Petri dishes with bacterial cultures.


Petri dishes with bacterial cultures.
Image: Jan-Peter Kasper (University of Jena)

Microbes interact in highly complex organismic associations through the continuous exchange of chemical signals. These signals are often, but not solely, low molecular weight compounds produced by one partner and taken up and decoded by another (e.g. as attractant or repellent, as a pheromone for induction of sexual development in fungi, for quorum sensing in biofilm generation, for parasitic or mutually beneficial symbioses etc.). Chemical communication thus is the basis for the generation of homo- or heterogenic organismic interactions, e.g. with plants in the rhizo- or phyllosphere, with animals or man, or in multitrophic consortia in soil. Therefore, it is essential to unravel communication processes at the cellular level in detail which is possible using microbes as model systems. The spatial and temporal distribution of interacting networks will provide insight into microbial consortia and their interactive networks which will lead to applications, e.g., in nature conservancy (by elimination of contaminants), in agriculture (to improve yield and allow for higher stress tolerance), in medicine (biosynthesis of antiinfectives) or for biotechnological applications (like using quorum sensing in production of natural compounds for pharmacy of nutrition), just to name a few.

Jena is one of Germany’s leading places in microbiology. The high number of groups working on subjects related to the topic of microbial communication has allowed the competitive acquisition of three research training programs. FSU together with extra-university institutiones founded the Jena School for Microbial Communication (JSMC) as an “umbrella” organisation. JSMC currently comprises three Research Training Groups, two of these are international PhD programs. JSMC has managed to become a highly attractive graduate school for PhD training with international reputation. It coordinates teaching and ensures excellent training in high quality research laboratories, furthers motivation, and actively encourages integration and interdisciplinary exchange between students and young researchers from different backgrounds. JSMC also fosters educational and scientific interaction between university and non-university institutions. The teaching and science platform includes three different aspects of microbial communication: interactions between microbes, interactions with plants and animals, and interactions with the environment.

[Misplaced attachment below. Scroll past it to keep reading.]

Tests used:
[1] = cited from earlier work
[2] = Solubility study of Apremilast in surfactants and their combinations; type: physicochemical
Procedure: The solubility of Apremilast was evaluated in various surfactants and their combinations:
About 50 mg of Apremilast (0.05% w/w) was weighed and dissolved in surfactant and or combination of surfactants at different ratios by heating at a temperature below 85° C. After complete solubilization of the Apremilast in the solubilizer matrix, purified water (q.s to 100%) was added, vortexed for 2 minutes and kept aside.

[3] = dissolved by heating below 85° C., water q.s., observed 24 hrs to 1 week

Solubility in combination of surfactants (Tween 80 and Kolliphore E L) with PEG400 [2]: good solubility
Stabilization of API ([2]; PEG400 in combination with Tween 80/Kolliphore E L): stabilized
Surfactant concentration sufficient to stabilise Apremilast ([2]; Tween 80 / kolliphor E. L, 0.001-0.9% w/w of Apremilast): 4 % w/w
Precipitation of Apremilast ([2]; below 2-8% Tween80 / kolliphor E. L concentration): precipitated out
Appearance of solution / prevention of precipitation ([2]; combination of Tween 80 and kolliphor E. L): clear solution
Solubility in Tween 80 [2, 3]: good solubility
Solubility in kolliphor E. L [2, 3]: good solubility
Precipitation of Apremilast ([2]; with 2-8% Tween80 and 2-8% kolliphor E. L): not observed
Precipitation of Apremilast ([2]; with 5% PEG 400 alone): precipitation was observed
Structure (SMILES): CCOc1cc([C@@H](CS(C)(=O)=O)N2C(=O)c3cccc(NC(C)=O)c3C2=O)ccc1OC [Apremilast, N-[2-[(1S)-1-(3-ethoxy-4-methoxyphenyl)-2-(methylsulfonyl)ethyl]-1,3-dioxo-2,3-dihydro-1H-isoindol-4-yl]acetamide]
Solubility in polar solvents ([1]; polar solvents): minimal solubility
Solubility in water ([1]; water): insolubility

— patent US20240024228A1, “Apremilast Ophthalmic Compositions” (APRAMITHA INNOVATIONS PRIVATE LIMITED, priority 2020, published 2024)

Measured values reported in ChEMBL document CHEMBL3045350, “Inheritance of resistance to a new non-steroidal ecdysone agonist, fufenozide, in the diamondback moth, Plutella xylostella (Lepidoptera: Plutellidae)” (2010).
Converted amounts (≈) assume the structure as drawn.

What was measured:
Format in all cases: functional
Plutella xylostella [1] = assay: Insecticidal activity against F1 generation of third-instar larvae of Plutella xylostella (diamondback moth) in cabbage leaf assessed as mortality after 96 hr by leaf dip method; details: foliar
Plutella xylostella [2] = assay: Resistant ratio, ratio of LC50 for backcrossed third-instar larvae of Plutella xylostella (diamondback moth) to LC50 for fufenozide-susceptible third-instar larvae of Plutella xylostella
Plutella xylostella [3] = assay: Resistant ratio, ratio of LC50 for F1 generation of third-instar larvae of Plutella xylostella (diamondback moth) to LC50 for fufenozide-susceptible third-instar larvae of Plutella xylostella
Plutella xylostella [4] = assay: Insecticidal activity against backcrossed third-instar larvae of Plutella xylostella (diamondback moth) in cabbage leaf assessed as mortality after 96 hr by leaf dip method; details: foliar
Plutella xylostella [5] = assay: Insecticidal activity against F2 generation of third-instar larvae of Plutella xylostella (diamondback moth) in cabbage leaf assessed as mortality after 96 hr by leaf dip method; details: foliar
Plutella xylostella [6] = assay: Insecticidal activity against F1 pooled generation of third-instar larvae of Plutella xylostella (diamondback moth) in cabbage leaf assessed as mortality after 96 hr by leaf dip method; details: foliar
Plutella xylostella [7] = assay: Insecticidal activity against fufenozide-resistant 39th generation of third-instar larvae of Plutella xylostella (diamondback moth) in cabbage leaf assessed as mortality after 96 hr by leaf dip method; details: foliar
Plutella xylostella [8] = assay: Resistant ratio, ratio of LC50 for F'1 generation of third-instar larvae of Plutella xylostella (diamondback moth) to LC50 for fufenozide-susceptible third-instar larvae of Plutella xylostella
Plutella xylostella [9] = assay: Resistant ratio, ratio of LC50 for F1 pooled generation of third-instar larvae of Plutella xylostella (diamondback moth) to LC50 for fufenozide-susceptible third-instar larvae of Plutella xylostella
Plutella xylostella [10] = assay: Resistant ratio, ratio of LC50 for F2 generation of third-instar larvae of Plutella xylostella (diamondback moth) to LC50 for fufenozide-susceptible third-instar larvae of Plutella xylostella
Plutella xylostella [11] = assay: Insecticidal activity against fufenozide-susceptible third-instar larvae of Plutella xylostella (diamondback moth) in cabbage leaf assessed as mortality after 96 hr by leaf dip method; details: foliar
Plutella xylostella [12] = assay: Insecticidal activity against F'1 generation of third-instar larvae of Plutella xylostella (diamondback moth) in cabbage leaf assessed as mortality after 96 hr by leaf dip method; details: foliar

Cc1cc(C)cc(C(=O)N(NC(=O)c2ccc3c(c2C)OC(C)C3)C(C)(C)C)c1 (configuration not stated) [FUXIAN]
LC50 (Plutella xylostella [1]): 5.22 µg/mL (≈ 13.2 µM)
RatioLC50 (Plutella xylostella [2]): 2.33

Aim of the graduate school is the education of interdisciplinarily trained, competitve researchers for both basic and applied sciences. To aid the latter side, biotech companies are associated with the three founding research training groups thus providing one of two singular characteristics for the situation in Jena: close cooperation with many non-university research institutes as well as cooperation with biotech companies which were initially founded based on developments within the research facilities and which still have close personal relations to their former institutions. In Jena, this collaboration is not only visible in research, but also through involvement of all non-university research institutions and most of the associated biotech companies in teaching. To our knowledge, this is unique for the German scientific community.

The „Jena School for Microbial Communication“ is a pilot project within the Graduate Academy for PhD in Natural Sciences. It allows for structurally innovative interfaculty education within a scope of a focussed subject which will enhance international visibility of the school. It offers outstanding opportunities for the students and will also provide scientists for the local biotech scene. The JSMC is based on consecutive B.Sc./M.Sc. programs and includes mandatory exchange with international or industrial partners. Equal opportunities are especially enforced including child-care above the level of the still excellent basic network for infants, toddlers and school children from 8 weeks to 10 years in Eastern Germany.